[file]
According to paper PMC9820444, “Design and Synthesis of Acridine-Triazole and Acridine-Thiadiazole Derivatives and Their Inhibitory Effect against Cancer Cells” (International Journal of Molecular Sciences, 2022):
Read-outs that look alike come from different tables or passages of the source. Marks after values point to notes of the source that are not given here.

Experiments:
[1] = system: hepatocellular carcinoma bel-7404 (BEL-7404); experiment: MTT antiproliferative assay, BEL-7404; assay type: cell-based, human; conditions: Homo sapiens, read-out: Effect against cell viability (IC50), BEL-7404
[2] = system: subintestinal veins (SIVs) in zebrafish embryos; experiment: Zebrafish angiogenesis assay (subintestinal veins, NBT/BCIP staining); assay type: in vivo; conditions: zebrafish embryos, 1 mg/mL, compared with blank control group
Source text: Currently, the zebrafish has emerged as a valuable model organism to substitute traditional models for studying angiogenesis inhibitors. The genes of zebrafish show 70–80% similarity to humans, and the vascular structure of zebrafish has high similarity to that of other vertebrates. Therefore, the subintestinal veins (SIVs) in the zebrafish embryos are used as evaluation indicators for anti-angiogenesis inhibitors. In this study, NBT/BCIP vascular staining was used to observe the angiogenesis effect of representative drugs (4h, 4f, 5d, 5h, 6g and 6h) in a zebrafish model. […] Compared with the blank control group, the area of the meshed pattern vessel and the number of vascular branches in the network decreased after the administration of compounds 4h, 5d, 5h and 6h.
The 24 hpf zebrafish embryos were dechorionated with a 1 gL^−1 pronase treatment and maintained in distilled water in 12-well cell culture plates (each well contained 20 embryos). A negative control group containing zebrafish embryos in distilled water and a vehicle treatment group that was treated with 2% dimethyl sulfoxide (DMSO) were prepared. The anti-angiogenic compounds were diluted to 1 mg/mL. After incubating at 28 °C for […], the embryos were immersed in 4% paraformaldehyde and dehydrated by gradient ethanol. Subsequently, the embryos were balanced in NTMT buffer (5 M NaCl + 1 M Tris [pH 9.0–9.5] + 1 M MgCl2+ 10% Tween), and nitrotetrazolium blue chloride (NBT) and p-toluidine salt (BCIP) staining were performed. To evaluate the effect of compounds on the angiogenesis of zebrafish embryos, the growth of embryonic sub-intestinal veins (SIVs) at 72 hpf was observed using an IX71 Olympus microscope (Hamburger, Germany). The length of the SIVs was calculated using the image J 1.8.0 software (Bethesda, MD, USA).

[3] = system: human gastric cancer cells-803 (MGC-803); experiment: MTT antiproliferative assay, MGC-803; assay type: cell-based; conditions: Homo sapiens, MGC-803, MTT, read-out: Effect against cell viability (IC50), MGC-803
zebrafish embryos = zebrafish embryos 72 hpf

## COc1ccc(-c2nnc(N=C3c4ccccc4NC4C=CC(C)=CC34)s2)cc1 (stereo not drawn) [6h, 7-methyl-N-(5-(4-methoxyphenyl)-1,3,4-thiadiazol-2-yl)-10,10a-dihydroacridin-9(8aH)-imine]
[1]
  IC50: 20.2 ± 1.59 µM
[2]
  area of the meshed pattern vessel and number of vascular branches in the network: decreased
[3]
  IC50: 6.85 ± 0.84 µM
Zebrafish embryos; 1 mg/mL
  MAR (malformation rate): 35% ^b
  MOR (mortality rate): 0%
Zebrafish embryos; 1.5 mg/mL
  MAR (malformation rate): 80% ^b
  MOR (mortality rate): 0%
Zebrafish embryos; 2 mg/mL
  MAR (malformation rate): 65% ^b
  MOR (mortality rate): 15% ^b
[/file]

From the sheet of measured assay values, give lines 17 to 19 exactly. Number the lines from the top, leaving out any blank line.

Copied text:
Zebrafish embryos; 1 mg/mL
  MAR (malformation rate): 35% ^b
  MOR (mortality rate): 0%